Year Ended December 31, 2013 2012 2011 Provision for income taxes $ 27,292$ 24,665$ 22,918 Effective tax rate 19 % 35 % 31 % Our 2013, 2012 and 2011 effective tax rates differ from the statutory rate primarily due to the effect of our foreign operations. The decrease in effective rate from 2012 to 2013 was primarily due to an increase in operations outside the United States, which are subject to lower tax rates than the U.S. statutory rate, research and development tax credits, a release of an uncertain income tax position, a decrease in the impact of foreign valuation allowances and non-deductible transaction costs in 2012. The increase in effective rate from 2011 to 2012 was primarily due to the impact of a valuation allowance recorded on deferred tax assets and non-deductible transaction costs, partially offset by the favorable impact of a rate change in the United Kingdom. We had $128.7 million of deferred tax liabilities and $25.9 million of deferred tax assets at December 31, 2013. Our effective tax rate includes the effect of operations outside the United States, which historically have been taxed at rates lower than the U.S. statutory rate. While we have income from multiple foreign sources, the majority of our non-U.S. operations are in Canada, India and the United Kingdom, where the statutory rates were 26.5%, 34.0% and 23.3%, respectively, in 2013 and 26.5%, 32.4% and 24.5%, respectively, in 2012. The statutory rates for Canada and the United Kingdom were 28.2% and 26.0% in 2011. A future proportionate change in the composition of income before income taxes from foreign and domestic tax jurisdictions could impact our periodic effective tax rate.



Liquidity and Capital Resources

Our principal cash requirements are to finance the costs of our operations pending the billing and collection of client receivables, to fund payments with respect to our indebtedness, to invest in research and development and to acquire complementary businesses or assets. We expect our cash on hand and cash flows from operations to provide sufficient liquidity to fund our current obligations, projected working capital requirements and capital spending for at least the next twelve months. Our cash and cash equivalents at December 31, 2013 were $84.5 million, a decrease of $1.7 million from $86.2 million at December 31, 2012. The decrease in cash is due primarily to cash used for repayments of debt and capital expenditures, partially offset by cash provided by operations and proceeds from stock option exercises and the related income tax benefits. Net cash provided by operating activities was $208.3 million in 2013. Cash provided by operating activities primarily resulted from net income of $117.9 million adjusted for non-cash items of $79.7 million and changes in our working capital accounts (excluding the effect of acquisitions) totaling $10.7 million. The changes in our working capital accounts were driven by changes in income taxes prepaid and payable and an increase in accrued expenses and a decrease in accounts receivable, partially offset by an increase in prepaid expenses and other current assets and decreases in accounts payable and deferred revenues. The change in income taxes prepaid and payable was primarily related to the utilization of prepaid taxes in 2013. The decrease in accounts payable was primarily due to timing of payments. 40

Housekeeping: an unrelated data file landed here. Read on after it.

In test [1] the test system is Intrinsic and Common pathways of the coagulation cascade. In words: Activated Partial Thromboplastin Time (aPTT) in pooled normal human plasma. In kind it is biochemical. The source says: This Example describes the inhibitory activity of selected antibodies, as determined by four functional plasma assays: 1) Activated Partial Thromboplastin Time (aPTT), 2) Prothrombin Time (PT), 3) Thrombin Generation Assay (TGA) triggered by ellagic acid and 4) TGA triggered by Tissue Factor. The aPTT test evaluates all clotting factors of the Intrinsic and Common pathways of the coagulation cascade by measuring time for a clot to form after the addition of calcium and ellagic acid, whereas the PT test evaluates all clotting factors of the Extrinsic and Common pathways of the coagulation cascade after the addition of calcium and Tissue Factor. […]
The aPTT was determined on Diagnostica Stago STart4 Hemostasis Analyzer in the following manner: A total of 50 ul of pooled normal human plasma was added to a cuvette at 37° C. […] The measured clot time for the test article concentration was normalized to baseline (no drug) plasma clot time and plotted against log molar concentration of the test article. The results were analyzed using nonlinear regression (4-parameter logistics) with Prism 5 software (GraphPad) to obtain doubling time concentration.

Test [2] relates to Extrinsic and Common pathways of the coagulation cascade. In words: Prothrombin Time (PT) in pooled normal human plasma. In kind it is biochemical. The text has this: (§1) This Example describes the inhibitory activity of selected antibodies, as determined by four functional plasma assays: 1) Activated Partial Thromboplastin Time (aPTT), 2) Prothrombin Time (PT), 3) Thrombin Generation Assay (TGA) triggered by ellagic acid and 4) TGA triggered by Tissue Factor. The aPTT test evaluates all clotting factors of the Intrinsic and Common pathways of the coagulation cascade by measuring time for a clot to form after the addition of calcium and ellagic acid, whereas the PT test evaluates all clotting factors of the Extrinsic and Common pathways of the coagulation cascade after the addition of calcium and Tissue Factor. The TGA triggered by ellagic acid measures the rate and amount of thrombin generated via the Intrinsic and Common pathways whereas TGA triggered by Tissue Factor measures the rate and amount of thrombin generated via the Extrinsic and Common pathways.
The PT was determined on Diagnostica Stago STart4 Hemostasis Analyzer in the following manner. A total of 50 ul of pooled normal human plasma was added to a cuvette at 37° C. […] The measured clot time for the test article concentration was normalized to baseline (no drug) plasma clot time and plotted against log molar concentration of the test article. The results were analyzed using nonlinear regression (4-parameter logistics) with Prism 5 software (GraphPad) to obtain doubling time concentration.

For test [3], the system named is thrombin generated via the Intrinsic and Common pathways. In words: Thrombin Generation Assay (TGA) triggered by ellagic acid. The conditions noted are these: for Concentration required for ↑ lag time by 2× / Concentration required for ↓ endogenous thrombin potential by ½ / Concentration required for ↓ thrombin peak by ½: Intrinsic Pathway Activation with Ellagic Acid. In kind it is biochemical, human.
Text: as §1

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Investing activities used net cash of $17.9 million in 2013, primarily related to $11.9 million in cash paid for capital expenditures, $3.7 million in cash paid for our acquisition of Prime Management Limited, and $2.4 million in cash paid for capitalized software. Financing activities used net cash of $189.8 million in 2013, representing $239.0 million in repayments of debt, $1.9 million in deferred financing costs, and $0.9 million in the purchases of common stock for treasury, partially offset by proceeds of $27.8 million from stock option exercises and income tax windfall benefits of $24.2 million related to the exercise of stock options. We have made a permanent reinvestment determination in certain non-U.S. operations that have historically generated positive operating cash flows. At December 31, 2013, we held approximately $55.3 million in cash and cash equivalents at non-U.S. subsidiaries where we had made such a determination and in turn no provision for U.S. income taxes had been made. At December 31, 2013, we held approximately $24.0 million in cash by subsidiaries of SS&C Technologies Holdings Europe S.A.R.L., or SS&C Sarl, the foreign borrower under our credit facility that will be used to facilitate debt servicing of SS&C Sarl. At December 31, 2013, we held approximately $19.3 million in cash at our Indian operations that if repatriated to our foreign debt holder would incur distribution taxes of approximately $3.3 million.